The ACA has significantly reduced the number of uninsured, cutting the national uninsured rate from more than 13% to around 8.8%, according to Moody's Investors Services.
Rolling back the law could strip coverage from millions of people, which would translate to more emergency and acute care and less preventive measures. It would also eliminate subsidies on health exchanges, which could make insurance unaffordable for the 8 million to 9 million people who currently receive them.
Providers' balance sheets would suffer as those that currently receive insurance under expanded Medicaid programs would likely become bad debt or charity, analysts said. This could limit their ability to expand access and provide financial assistance and community outreach.
"The ACA is something to work with and something we can improve upon. To throw the whole thing out hard would make it hard for us to pivot the Titanic on a dime," said Dr. Allison Suttle, Sanford Health's chief medical officer. "It is frustrating when we have invested a lot to move down this track."
When people don't have insurance coverage, it's harder to keep people healthy, Suttle said.
Suttle's boss went into the office to get a flu shot recently and saw her dad sitting there. He wasn't sick, but a Sanford health coach reached out to him and reminded him to have his A1C levels checked.
"We are not paid to do that—there is no CPT code for that," Suttle said. "We are finding gaps in care so we can keep patient healthy so they don't have to come into the ER with high blood sugar. It's that type of preventive care we can do when people are covered. It changes the paradigm of how we care for patients."
Sanford health coaches work in tandem with behavioral healthcare workers who screen for depression and other mental health issues. Identifying those issues allows Sanford to better manage chronic diseases, Suttle said.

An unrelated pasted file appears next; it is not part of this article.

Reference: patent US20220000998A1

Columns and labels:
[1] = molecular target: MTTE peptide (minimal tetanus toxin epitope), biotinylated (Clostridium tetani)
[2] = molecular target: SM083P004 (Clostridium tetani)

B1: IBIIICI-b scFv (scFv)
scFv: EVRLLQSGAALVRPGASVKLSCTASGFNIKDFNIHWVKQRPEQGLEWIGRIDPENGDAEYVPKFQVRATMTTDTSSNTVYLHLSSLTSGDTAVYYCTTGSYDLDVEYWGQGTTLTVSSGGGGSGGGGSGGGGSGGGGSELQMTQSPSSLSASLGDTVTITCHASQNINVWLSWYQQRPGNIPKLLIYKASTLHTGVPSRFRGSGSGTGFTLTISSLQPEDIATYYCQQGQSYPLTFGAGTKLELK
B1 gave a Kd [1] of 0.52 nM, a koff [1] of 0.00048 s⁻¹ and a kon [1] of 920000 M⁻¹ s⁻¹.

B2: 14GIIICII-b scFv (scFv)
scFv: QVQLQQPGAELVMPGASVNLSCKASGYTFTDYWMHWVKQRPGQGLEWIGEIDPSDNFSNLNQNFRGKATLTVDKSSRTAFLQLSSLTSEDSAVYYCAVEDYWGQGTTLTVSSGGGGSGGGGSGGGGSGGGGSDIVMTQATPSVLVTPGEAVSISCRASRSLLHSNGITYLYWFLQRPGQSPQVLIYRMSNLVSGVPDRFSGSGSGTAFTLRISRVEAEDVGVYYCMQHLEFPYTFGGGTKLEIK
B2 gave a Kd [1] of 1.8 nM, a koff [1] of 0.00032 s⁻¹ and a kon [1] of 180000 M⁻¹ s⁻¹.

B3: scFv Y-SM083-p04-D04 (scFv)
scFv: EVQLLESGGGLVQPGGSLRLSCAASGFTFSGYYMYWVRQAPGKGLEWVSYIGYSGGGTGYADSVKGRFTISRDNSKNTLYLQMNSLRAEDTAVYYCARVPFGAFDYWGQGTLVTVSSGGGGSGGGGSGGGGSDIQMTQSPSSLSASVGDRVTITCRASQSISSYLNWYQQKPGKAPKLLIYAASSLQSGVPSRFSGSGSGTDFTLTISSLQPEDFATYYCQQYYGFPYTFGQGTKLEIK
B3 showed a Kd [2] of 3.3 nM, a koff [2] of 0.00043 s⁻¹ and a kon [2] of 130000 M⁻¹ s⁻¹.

Insurance coverage facilitates colonoscopy and mammography screenings that can detect early stages of cancer.
"Coverage is key," she said. "To throw the whole thing out just because one part of it was removed could be devastating. It could have huge implications to a complex large health system that has already been making these moves."
Providers have also invested in the infrastructure, technology and staff to facilitate new payment models like accountable care organizations, bundled payments and Medicare shared savings.
"To just throw that out seems very unlikely," said Fred Geilfuss, a partner with the law firm Foley & Lardner. "There would be a lot of people who are motivated to figure out a way to continue that momentum."
AMGA, a trade association that represents physician groups, doesn't expect its members to cease its work on value-based payment if the ACA were repealed, especially in regards to ACOs. Chet Speed, the AMGA's vice president for public policy, said physician practices have invested millions of dollars to get their ACOs up and running.
"They won't have the financial incentives but once you have created these programs internally, you have invested so much money and time and change management, to unwind it would make no sense," Speed said.
Although he said ACOs would have a hard time continuing their relationships with physicians and hospitals if the ACA were repealed. Waivers have been applied to the Stark Law so physicians and hospitals can have financial relationships. Those protections would go away if the ACA went away.
However, commercial payers have also begun their own ACOs, which will likely continue even without the ACA, said Don Crane, CEO of America's Physician Groups, which represents more than 300 medical groups and independent practice associations.
"Their customers, purchasers and employers want to see value in the commercial marketplace, they want to see ACOs, they want measures that bring value. That is what's driving health plans, meeting the demands of their customers," he said.
Clare Pierce-Wrobel, senior director of the Health Care Transformation Task Force, said that ACA repeal may invigorate the commercial payers to lead the charge on the value-based movement.
"Commercial payers aren't dependent on the provisions of the ACA and continue to move forward with ACOs and bundled contracts," she said. "I don't see the momentum fading for the private sector at this point."